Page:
An intriguing new study out of Florida suggests that public schools tend to improve their game when competition from nearby private schools heats up.
David N. Figlio and Cassandra M.D. Hart at Northwestern University’s Institute for Policy Research draw that conclusion from a study of the Florida Tax Credit Scholarship program. Begun in 2001, the state-run program initially provided low-income families with vouchers of $3,500 to cover the cost of tuition and fees at private schools. To qualify, a student had to have spent the entire previous year in a public school, or be on the cusp of entering kindergarten or 1st grade.
Before you read any further, though, there’s one thing you have to know about most research that attempts to gauge the impact of school choice programs on public schools: It’s very tricky stuff. That’s partly because, when a voucher program launches, the demographics tend to shift at both the private and public schools. The most motivated or the most able students, for instance, might abandon the public schools to head for private ones. That could skew results from any study looking to see how public school students’ achievement changed after the introduction of the voucher program.
The way Figlio and Hart get around this problem is to focus on measuring achievement changes in the public schools in the year before students actually move to private schools. In that year, even though students are just applying to the private schools, the threat is already looming large for public school educators. In Florida’s case, the pressure may have been especially intense because the vouchers were particularly generous. On average, they covered nearly 90 percent of the cost of attending nearby religious schools, which made them a realistic option for many families, according to the study.
In all, though, the researchers collected achievement data across a lot of years—from 1999-2000 to 2006-07—for nearly 3 million students throughout the Sunshine State. They also gauged competitive pressure four different ways. They looked, for instance, at whether there was a competing private school within five miles as the crow flies from a public school, how many private schools lay within a five-mile radius, how many different “types” of private schools were nearby, and how many schools there were of each of those types.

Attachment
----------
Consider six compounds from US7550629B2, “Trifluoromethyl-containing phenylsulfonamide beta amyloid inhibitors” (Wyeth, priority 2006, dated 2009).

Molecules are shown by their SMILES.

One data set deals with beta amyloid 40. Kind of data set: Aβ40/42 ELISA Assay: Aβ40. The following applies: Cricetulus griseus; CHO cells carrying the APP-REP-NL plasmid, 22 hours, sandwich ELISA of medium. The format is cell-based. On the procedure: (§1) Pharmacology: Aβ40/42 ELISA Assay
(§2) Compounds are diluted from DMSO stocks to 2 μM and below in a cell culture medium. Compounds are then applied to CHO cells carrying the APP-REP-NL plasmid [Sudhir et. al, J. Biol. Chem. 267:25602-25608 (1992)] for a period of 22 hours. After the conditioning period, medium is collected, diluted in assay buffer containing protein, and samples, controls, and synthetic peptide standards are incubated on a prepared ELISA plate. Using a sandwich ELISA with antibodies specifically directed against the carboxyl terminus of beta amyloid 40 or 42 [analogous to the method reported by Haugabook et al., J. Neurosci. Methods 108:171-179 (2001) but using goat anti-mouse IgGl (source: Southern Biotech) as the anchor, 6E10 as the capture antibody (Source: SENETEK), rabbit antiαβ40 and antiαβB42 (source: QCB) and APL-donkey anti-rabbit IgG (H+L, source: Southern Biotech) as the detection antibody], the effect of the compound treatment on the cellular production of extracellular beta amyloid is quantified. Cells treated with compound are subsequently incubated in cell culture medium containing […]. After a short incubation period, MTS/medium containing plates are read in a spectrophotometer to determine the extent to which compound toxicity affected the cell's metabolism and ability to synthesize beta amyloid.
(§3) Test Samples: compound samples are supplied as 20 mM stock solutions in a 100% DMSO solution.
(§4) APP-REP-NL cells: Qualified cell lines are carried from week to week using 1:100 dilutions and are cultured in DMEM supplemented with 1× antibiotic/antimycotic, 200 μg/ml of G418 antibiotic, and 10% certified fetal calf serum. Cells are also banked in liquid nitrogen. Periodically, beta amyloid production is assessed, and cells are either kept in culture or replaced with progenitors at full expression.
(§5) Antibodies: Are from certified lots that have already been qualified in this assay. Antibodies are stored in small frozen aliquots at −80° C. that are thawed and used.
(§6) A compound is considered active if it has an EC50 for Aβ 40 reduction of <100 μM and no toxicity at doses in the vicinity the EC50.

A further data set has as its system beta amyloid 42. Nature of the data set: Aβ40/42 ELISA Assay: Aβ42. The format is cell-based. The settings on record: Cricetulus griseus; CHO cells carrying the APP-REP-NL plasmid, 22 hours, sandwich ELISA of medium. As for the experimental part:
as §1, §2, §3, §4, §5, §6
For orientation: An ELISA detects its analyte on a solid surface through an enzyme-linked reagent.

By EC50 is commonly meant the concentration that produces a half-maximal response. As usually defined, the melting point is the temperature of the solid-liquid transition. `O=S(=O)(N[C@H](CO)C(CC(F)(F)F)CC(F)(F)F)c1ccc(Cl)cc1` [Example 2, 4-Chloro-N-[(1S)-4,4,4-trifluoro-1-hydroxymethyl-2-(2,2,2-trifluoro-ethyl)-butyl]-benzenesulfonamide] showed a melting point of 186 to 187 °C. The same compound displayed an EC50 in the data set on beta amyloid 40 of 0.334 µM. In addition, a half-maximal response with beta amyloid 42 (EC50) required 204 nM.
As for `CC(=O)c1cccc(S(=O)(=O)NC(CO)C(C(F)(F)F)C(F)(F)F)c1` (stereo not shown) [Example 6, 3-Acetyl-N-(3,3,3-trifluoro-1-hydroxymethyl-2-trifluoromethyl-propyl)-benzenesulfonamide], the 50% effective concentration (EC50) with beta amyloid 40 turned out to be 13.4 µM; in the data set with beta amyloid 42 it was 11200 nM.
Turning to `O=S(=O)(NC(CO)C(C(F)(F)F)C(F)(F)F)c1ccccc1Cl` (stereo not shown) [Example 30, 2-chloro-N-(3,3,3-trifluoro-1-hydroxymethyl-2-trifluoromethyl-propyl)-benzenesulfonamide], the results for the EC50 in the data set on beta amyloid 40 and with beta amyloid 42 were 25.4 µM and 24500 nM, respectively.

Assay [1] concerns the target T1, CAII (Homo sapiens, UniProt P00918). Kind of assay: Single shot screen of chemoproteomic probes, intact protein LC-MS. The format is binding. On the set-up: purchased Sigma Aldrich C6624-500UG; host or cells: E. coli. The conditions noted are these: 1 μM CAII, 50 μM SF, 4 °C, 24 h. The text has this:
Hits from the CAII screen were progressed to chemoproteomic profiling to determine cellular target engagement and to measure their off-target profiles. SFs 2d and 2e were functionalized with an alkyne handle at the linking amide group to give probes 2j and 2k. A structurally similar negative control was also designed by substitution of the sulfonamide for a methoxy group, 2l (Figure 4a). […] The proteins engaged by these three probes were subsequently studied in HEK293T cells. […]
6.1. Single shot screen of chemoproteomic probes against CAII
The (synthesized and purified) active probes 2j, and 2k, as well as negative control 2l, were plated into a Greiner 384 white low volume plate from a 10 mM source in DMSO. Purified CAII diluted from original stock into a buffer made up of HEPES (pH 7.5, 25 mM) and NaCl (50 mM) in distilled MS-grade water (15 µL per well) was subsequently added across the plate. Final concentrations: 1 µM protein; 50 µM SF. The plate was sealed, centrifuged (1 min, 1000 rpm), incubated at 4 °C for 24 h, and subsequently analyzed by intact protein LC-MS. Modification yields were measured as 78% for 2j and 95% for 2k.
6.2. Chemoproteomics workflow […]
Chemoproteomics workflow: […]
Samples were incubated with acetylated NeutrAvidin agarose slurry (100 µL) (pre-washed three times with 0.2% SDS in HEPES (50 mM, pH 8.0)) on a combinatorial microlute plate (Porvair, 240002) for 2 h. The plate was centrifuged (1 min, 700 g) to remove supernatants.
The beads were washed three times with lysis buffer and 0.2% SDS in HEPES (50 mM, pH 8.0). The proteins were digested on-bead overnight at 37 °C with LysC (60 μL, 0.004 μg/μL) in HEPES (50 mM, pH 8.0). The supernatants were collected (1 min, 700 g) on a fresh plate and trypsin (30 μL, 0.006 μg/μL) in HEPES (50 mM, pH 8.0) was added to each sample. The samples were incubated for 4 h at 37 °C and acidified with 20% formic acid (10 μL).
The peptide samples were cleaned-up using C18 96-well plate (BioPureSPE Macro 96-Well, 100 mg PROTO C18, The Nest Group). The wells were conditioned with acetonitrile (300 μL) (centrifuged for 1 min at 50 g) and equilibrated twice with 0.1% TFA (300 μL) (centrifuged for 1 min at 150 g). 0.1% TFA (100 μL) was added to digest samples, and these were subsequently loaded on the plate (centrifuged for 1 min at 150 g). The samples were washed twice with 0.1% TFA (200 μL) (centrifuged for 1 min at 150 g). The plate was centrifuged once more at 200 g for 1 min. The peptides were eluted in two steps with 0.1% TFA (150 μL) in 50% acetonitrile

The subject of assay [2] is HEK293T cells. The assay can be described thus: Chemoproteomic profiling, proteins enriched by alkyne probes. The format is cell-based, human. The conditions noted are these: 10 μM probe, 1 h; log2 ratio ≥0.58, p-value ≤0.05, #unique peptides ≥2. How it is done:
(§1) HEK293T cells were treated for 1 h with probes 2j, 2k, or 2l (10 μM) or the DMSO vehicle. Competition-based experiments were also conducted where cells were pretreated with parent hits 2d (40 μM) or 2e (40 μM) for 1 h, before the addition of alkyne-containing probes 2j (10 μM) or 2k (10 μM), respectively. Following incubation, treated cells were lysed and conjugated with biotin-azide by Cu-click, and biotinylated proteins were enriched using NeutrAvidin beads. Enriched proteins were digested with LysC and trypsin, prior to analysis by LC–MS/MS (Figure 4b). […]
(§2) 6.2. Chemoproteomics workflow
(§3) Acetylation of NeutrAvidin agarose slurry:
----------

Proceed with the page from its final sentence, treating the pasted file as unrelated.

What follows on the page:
The bottom line: The nearer or more intense the competition, the more the test scores rose in that transition year. And scores continued to rise over time.
Of course, it’s entirely possible that public school students’ performance was already on an upward trajectory. To some extent, the researchers concluded, that was true. But the magnitude of that growth was much smaller before the tuition program materialized. Also, the report says, during the 2000-01 school year, before the program officially came to be, the researchers could find no relationship between any changes in test scores and the intensity of competition from nearby private schools. (For the record, Florida introduced its statewide student-testing program in 1998-99—the year before researchers began collecting achievement data.)
One caveat here is that this study focuses on Florida; there are no guarantees that the results would generalize to other states. Ninety percent of Florida students live in metropolitan areas, which means that students tend to have a lot of private schools from which to choose—possibly more than students elsewhere do.
“Nevertheless,” the researchers write, “this study indicates that private school competition, brought about by the infusion of means-tested scholarships aimed at low-income families, could have sizable effects on the performance of traditional schools.”
The gains don’t look huge to me, but that’s a matter for real researchers to debate. You should also know that this is technically a working paper, published by the National Bureau of Economic Research, which means it’s still a work in progress. You can find the full study here. It could make for interesting weekend reading.
A version of this news article first appeared in the Inside School Research blog.